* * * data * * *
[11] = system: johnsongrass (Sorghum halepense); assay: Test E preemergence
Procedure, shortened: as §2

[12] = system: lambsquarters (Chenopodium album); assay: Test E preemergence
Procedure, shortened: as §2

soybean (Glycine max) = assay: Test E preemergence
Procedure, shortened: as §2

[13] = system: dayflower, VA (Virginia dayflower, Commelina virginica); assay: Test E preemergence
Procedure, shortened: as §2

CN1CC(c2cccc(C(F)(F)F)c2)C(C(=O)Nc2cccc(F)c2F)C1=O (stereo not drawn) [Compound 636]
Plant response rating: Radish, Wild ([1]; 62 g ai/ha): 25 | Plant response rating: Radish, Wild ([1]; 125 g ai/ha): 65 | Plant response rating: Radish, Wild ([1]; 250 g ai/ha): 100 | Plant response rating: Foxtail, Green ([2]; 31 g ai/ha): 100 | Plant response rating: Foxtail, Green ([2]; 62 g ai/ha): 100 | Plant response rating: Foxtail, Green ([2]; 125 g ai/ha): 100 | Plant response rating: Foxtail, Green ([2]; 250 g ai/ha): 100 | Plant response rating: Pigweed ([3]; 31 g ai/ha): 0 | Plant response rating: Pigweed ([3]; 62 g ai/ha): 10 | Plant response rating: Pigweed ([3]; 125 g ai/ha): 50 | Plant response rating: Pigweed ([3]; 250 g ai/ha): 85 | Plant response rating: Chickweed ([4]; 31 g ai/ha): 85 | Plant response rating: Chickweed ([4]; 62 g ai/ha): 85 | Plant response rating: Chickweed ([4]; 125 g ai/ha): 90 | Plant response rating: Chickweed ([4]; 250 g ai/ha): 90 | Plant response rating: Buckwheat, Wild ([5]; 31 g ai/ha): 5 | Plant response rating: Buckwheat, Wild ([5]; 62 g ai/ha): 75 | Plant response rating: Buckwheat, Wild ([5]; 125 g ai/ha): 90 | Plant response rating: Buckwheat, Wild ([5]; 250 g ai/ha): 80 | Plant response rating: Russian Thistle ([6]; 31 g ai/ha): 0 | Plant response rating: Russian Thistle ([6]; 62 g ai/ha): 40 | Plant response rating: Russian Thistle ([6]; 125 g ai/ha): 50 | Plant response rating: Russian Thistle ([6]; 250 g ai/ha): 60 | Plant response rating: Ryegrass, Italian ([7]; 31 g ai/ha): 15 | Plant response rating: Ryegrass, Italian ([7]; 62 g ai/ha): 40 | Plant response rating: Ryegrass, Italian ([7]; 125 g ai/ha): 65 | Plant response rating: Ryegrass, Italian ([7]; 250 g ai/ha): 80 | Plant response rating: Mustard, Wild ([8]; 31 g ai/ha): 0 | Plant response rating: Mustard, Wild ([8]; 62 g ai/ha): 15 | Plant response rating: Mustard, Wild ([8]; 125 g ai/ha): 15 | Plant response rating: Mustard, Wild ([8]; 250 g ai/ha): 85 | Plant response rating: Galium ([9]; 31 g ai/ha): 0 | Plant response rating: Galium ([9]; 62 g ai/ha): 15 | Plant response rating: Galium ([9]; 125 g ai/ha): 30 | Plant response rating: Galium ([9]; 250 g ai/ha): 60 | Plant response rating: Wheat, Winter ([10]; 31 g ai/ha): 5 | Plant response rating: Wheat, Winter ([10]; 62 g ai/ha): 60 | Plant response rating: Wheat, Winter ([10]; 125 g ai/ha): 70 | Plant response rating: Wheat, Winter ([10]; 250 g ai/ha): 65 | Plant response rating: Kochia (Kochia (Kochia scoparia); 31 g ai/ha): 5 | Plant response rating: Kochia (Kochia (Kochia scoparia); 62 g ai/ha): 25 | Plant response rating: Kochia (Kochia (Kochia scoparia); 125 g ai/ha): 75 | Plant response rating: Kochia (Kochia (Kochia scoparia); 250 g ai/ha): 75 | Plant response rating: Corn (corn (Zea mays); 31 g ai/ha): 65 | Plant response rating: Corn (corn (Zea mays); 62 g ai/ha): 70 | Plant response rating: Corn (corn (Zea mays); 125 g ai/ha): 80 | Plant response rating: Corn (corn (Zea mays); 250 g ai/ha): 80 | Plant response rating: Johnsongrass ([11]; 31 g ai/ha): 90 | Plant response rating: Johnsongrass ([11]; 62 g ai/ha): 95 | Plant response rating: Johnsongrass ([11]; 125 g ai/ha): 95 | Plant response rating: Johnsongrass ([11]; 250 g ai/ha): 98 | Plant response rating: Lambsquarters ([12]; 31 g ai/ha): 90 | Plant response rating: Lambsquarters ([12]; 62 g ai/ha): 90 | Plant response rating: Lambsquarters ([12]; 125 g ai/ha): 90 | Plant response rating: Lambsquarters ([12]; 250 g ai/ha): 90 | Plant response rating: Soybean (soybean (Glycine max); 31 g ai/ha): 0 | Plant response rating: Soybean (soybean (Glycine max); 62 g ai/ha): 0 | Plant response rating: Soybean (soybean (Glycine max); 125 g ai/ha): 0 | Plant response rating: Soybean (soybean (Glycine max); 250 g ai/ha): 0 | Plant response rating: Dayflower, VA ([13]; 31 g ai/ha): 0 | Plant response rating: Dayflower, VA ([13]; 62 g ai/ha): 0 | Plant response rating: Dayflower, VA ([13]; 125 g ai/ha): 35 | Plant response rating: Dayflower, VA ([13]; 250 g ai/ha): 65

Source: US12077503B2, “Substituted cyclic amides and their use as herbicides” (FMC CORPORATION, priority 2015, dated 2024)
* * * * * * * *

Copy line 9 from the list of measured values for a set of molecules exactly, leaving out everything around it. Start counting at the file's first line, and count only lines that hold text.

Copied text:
CN1CC(c2cccc(C(F)(F)F)c2)C(C(=O)Nc2cccc(F)c2F)C1=O (stereo not drawn) [Compound 636]